Studies that found no connection are outliers, the authors of the new meta-analysis write. They believe the findings have been consistent enough to assert a certain link between pollution exposure and juvenile asthma, but they note that many important questions remain.
Individual analyses of exposure to traffic-related air pollution (TRAP) have reached differing conclusions about whether it increases the risk of childhood asthma, but a new meta-analysis concludes that several pollutants almost certainly do.
Investigators combined 41 studies that measure both early exposure to TRAP and asthma diagnosed before the age of 18 years. The overall random-effects risk estimate was 1.08 (95% confidence interval [CI], 1.03-1.14) per 0.5×10-5 of black carbon, 1.05 (95% CI, 1.02-1.07) per 4 μg/m3 of nitrogen dioxide (NO2), 1.48 (95% CI, 0.89-2.45) per 30 μg/m3 of nitrogen oxides (NOx), 1.03 (95% CI, 1.01-1.05) per 1 μg/m3 of particulate matter < 2.5 μm in diameter (PM2.5), and 1.05 (95% CI, 1.02-1.08) per 2 μg/m3 of particulate matter < 10 μm in diameter (PM10).
Sensitivity analyses supported all those findings, but the investigators noted a high degree of heterogeneity, not only in the results of various studies, but also in the way the various studies defined asthma, measured exposure to TRAP and adjusted for confounders. Estimates of the association between black carbon and asthma were the most consistent, while estimates for the association between NO2 and NOx were the most variable.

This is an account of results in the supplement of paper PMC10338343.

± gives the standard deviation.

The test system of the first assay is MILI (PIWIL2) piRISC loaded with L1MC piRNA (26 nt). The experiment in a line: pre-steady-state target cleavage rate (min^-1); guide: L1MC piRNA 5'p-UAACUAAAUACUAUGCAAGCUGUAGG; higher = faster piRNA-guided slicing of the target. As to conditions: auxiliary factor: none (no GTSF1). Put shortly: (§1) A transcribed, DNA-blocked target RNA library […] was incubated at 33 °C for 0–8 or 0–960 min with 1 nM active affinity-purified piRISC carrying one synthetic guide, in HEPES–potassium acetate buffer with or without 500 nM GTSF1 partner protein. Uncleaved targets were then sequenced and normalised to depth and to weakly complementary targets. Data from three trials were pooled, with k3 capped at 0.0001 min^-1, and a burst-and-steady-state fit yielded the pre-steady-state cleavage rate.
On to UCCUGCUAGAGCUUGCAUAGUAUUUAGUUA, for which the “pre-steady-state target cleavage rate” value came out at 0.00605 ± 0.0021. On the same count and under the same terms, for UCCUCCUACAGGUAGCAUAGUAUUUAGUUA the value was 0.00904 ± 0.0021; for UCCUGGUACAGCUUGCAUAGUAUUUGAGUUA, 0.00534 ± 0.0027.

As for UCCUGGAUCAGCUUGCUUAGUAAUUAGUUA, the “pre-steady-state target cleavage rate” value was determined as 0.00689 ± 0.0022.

“To our knowledge, this is the largest and most up-to-date review and analysis of current evidence of the etiology of childhood asthma and TRAP,” the study authors wrote in Environment International. “Based on this updated evidence base, we believe there is now sufï¬cient evidence to support an association between the exposure to TRAP and the development of childhood asthma.”
Most of the included studies (22) assessed TRAP exposure with some sort of land-use regression model. Another 16 studies used TRAP surrogates, such as proximity to highways, while 11 used data from pollution monitoring stations and one used measurements at individual homes. (Several used more than one method). As for asthma rates, some studies measured them via patient questionnaires while others used medical records.
These differences in measuring TRAP exposure and asthma led to differing conclusions in the underlying studies. Most of them found a significant correlation between TRAP and asthma — though effect sizes varied substantially — but a few studies found no connection at all.
A Japanese study published in BMJ Open earlier this year followed 63,266 children from the 18th to the 36th month of life. It found no significant association between exposure to an OS X or elemental carbon, as estimated by dispersion model, and new cases of asthma. A 2002 German study of 1,756 infants, which was published in the European Respiratory Journal, also found no connection between exposure to PM 2.5 or N02 in infancy and subsequent asthma. (Another study, which was summarized here last month, found no link between asthma and trap in 577 children age 6 years to 14 years.)
Such studies are outliers, however, the authors of the new meta-analysis write. They believe the findings have been consistent enough to assert a certain link between pollution exposure and juvenile asthma, but they note that many important questions remain.
“The question of whether the increase in asthma incidence and/or lifetime prevalence we estimated represents added cases or merely an acceleration of the development of asthma or increased severity making the disease sufficiently apparent for clinical diagnosis is unresolved, and cannot be answered based on current evidence.”